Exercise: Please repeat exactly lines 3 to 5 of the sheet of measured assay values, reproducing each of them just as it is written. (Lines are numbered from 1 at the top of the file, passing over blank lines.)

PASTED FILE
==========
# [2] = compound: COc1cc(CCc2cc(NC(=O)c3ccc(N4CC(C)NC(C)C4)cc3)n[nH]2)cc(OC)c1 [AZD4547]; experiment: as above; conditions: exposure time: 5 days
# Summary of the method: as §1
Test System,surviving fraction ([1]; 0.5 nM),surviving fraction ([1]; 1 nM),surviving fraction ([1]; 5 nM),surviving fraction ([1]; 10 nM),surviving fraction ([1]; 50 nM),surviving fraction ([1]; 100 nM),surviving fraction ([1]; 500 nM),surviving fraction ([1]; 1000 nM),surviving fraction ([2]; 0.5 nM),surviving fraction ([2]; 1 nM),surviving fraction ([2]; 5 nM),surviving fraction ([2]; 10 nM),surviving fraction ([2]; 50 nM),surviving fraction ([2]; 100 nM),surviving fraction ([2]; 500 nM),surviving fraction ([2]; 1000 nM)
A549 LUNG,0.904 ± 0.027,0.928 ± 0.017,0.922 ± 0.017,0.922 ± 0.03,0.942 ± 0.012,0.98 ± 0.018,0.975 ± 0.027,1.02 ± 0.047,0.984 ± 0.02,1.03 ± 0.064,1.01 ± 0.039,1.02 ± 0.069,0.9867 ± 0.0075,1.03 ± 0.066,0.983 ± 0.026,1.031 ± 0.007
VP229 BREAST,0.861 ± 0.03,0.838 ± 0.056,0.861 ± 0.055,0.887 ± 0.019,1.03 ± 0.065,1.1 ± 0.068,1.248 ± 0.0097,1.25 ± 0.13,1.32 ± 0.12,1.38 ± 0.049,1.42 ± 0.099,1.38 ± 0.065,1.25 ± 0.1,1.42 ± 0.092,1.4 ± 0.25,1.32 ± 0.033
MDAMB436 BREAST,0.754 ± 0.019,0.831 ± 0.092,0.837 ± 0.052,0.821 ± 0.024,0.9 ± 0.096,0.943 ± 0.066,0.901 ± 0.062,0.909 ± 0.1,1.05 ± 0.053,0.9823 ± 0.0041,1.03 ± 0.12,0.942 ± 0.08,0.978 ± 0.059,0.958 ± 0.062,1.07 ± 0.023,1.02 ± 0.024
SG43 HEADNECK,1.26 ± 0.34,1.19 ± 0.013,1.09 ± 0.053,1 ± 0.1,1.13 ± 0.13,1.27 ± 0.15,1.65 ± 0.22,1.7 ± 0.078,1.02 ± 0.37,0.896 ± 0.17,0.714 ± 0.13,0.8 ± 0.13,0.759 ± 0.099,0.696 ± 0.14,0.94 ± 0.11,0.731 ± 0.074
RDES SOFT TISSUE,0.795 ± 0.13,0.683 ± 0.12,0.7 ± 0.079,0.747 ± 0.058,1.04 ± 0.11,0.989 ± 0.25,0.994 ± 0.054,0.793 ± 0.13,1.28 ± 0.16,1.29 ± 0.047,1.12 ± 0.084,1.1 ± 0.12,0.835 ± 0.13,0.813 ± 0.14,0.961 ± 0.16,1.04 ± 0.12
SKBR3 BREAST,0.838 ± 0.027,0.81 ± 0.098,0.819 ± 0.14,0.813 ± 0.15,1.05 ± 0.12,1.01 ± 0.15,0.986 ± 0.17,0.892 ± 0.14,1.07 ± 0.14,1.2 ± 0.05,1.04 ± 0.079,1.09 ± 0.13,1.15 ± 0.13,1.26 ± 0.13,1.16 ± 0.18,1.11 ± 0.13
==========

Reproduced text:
Test System,surviving fraction ([1]; 0.5 nM),surviving fraction ([1]; 1 nM),surviving fraction ([1]; 5 nM),surviving fraction ([1]; 10 nM),surviving fraction ([1]; 50 nM),surviving fraction ([1]; 100 nM),surviving fraction ([1]; 500 nM),surviving fraction ([1]; 1000 nM),surviving fraction ([2]; 0.5 nM),surviving fraction ([2]; 1 nM),surviving fraction ([2]; 5 nM),surviving fraction ([2]; 10 nM),surviving fraction ([2]; 50 nM),surviving fraction ([2]; 100 nM),surviving fraction ([2]; 500 nM),surviving fraction ([2]; 1000 nM)
A549 LUNG,0.904 ± 0.027,0.928 ± 0.017,0.922 ± 0.017,0.922 ± 0.03,0.942 ± 0.012,0.98 ± 0.018,0.975 ± 0.027,1.02 ± 0.047,0.984 ± 0.02,1.03 ± 0.064,1.01 ± 0.039,1.02 ± 0.069,0.9867 ± 0.0075,1.03 ± 0.066,0.983 ± 0.026,1.031 ± 0.007
VP229 BREAST,0.861 ± 0.03,0.838 ± 0.056,0.861 ± 0.055,0.887 ± 0.019,1.03 ± 0.065,1.1 ± 0.068,1.248 ± 0.0097,1.25 ± 0.13,1.32 ± 0.12,1.38 ± 0.049,1.42 ± 0.099,1.38 ± 0.065,1.25 ± 0.1,1.42 ± 0.092,1.4 ± 0.25,1.32 ± 0.033